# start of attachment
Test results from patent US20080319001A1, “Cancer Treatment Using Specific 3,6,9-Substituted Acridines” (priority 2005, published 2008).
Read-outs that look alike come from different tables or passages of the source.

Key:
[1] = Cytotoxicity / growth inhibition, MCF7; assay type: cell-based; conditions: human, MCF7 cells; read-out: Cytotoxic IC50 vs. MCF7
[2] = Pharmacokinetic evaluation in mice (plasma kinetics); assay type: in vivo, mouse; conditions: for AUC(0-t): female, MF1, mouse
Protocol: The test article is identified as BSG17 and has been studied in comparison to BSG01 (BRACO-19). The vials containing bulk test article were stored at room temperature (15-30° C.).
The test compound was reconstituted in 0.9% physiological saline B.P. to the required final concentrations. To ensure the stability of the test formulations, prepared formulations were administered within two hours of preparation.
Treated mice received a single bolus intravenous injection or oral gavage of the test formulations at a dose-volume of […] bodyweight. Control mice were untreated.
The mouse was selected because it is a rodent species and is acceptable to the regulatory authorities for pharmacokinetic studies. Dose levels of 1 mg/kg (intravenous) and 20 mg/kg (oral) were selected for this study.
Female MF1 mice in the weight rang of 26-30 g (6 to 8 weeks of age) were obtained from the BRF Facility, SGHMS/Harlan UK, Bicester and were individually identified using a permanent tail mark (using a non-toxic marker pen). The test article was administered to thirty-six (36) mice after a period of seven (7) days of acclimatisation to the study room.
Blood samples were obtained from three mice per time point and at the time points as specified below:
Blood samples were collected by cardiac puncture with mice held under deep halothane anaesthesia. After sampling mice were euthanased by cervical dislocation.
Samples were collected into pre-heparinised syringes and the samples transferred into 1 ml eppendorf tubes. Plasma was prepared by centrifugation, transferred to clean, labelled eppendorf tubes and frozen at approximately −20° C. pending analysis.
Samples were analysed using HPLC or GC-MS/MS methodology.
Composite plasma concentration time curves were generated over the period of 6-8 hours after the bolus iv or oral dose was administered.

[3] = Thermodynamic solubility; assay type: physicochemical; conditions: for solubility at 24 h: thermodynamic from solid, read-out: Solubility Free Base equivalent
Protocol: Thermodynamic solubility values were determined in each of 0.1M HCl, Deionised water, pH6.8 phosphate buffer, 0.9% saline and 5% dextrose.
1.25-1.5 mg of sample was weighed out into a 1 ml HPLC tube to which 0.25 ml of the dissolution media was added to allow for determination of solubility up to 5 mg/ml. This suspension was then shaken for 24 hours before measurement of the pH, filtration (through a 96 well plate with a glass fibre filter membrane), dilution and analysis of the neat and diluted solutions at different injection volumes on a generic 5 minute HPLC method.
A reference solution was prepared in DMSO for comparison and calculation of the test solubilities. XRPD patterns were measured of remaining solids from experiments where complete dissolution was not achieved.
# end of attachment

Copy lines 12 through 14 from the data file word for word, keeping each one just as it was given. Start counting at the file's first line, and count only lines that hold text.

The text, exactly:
Blood samples were collected by cardiac puncture with mice held under deep halothane anaesthesia. After sampling mice were euthanased by cervical dislocation.
Samples were collected into pre-heparinised syringes and the samples transferred into 1 ml eppendorf tubes. Plasma was prepared by centrifugation, transferred to clean, labelled eppendorf tubes and frozen at approximately −20° C. pending analysis.
Samples were analysed using HPLC or GC-MS/MS methodology.